Instead, companies need to integrate sustainability into their core strategies to make it a viable part of their businesses, according to Daniel Esty, Hillhouse Professor of Environmental Law and Policy at the Yale Law School and Yale School of Forestry and Environmental Studies.
Esty spoke as a guest of the Economic Development Club earlier this year, outlining how some companies have made sustainability practices an “eco-premium.” Instead of simply increasing recycling efforts or adding other short-term agenda items, successful companies have found ways to make sustainability initiatives part of their long-term goals.
“This is what separates the new picture of going forward from the old view of sustainability,” Esty said.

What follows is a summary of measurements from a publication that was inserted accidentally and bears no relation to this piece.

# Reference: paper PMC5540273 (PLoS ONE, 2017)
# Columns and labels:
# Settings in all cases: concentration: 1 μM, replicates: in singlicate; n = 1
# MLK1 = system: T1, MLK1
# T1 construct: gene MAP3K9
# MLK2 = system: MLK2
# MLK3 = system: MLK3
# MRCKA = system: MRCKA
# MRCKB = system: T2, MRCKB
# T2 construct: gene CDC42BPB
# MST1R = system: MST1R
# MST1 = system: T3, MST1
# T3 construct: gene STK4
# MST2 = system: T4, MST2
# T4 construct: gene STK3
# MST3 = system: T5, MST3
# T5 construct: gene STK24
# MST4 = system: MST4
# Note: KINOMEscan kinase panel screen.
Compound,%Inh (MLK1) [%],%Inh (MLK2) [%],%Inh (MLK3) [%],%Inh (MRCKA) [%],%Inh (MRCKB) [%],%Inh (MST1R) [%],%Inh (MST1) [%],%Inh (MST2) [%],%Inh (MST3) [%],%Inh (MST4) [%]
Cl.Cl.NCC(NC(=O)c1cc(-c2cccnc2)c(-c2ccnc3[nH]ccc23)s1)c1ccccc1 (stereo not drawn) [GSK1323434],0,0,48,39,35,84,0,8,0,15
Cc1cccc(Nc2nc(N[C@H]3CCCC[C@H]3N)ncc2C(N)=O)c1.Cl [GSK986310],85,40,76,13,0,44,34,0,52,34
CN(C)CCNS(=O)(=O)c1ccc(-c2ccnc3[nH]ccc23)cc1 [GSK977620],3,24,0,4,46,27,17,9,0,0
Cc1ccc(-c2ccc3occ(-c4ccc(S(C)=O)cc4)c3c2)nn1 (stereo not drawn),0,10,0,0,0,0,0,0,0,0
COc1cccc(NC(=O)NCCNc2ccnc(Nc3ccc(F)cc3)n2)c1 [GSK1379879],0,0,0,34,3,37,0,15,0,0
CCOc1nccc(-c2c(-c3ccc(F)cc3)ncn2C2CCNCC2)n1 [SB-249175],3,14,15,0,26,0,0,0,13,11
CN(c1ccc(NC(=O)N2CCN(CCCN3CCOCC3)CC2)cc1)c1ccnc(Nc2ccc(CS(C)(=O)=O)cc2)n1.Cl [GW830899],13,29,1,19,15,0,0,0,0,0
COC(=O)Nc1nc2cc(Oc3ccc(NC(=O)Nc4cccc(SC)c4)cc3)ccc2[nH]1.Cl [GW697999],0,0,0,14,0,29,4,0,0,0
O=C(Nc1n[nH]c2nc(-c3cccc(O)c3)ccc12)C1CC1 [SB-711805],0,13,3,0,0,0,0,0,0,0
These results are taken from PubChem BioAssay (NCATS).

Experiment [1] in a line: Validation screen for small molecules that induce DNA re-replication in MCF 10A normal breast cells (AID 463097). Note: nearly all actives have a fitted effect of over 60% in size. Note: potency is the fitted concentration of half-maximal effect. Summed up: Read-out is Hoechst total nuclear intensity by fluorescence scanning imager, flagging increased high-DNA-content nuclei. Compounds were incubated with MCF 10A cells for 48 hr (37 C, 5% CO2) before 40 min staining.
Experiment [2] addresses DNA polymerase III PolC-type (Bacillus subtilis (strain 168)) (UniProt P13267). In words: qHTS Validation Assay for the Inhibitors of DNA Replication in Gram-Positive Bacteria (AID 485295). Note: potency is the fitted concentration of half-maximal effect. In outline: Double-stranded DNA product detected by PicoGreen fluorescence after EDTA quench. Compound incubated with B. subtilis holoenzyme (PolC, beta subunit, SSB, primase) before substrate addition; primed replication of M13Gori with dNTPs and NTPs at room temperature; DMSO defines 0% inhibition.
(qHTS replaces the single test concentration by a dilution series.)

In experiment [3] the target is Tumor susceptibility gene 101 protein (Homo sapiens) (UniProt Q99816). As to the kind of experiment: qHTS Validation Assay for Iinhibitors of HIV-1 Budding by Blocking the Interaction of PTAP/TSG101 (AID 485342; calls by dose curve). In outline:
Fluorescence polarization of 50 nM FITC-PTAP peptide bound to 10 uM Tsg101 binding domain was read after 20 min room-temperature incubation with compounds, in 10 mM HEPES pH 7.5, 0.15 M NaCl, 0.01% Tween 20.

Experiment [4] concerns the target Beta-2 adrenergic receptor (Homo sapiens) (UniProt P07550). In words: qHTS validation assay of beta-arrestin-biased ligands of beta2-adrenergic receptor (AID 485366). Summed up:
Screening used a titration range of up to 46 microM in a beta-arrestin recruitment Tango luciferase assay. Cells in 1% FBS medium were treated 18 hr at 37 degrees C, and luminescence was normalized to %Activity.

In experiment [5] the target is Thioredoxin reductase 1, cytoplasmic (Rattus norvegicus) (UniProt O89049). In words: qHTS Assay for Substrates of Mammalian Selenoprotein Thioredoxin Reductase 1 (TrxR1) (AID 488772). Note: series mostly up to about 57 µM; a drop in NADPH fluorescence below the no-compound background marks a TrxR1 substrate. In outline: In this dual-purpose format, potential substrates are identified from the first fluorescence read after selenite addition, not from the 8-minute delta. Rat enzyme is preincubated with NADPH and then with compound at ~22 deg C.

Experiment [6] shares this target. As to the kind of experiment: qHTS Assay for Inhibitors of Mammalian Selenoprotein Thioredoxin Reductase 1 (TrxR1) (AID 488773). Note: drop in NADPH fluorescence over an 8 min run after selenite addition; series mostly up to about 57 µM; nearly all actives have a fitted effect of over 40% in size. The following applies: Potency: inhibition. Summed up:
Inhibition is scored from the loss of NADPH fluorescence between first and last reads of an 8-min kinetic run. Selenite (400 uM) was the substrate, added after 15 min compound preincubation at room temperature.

This approach requires companies to be attentive to opportunities to become more environmentally efficient while cutting costs and risks, he said. When Dow began looking for ways to improve a key antibacterial chemical found in Unilever’s most popular soap, the company also considered how it could manufacture the chemical in a more environmentally sustainable way. In the end, the new formula also improved disinfection rates.
“From a sustainability point of view, this could improve public health the world over,” Esty said. “Dow really worked with Unilever to take this product to the next level.”